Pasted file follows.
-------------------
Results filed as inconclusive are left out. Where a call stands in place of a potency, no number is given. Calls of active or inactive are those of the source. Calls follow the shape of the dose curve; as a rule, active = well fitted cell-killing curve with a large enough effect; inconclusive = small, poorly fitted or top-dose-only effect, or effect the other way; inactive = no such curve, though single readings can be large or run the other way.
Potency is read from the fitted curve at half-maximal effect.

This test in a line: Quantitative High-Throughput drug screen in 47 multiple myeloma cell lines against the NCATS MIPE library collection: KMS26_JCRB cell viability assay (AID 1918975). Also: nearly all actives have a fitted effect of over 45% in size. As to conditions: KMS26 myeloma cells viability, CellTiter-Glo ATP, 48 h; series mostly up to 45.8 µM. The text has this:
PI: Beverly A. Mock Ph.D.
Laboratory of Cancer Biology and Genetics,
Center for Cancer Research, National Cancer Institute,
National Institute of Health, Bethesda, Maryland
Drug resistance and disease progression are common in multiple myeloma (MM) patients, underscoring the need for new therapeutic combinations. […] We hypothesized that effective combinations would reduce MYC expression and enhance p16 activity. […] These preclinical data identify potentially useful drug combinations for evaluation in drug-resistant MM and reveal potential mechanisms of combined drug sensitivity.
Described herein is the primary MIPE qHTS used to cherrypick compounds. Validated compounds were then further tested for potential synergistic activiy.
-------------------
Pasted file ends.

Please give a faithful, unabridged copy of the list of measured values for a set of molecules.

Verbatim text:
Results filed as inconclusive are left out. Where a call stands in place of a potency, no number is given. Calls of active or inactive are those of the source. Calls follow the shape of the dose curve; as a rule, active = well fitted cell-killing curve with a large enough effect; inconclusive = small, poorly fitted or top-dose-only effect, or effect the other way; inactive = no such curve, though single readings can be large or run the other way.
Potency is read from the fitted curve at half-maximal effect.

This test in a line: Quantitative High-Throughput drug screen in 47 multiple myeloma cell lines against the NCATS MIPE library collection: KMS26_JCRB cell viability assay (AID 1918975). Also: nearly all actives have a fitted effect of over 45% in size. As to conditions: KMS26 myeloma cells viability, CellTiter-Glo ATP, 48 h; series mostly up to 45.8 µM. The text has this:
PI: Beverly A. Mock Ph.D.
Laboratory of Cancer Biology and Genetics,
Center for Cancer Research, National Cancer Institute,
National Institute of Health, Bethesda, Maryland
Drug resistance and disease progression are common in multiple myeloma (MM) patients, underscoring the need for new therapeutic combinations. […] We hypothesized that effective combinations would reduce MYC expression and enhance p16 activity. […] These preclinical data identify potentially useful drug combinations for evaluation in drug-resistant MM and reveal potential mechanisms of combined drug sensitivity.
Described herein is the primary MIPE qHTS used to cherrypick compounds. Validated compounds were then further tested for potential synergistic activiy.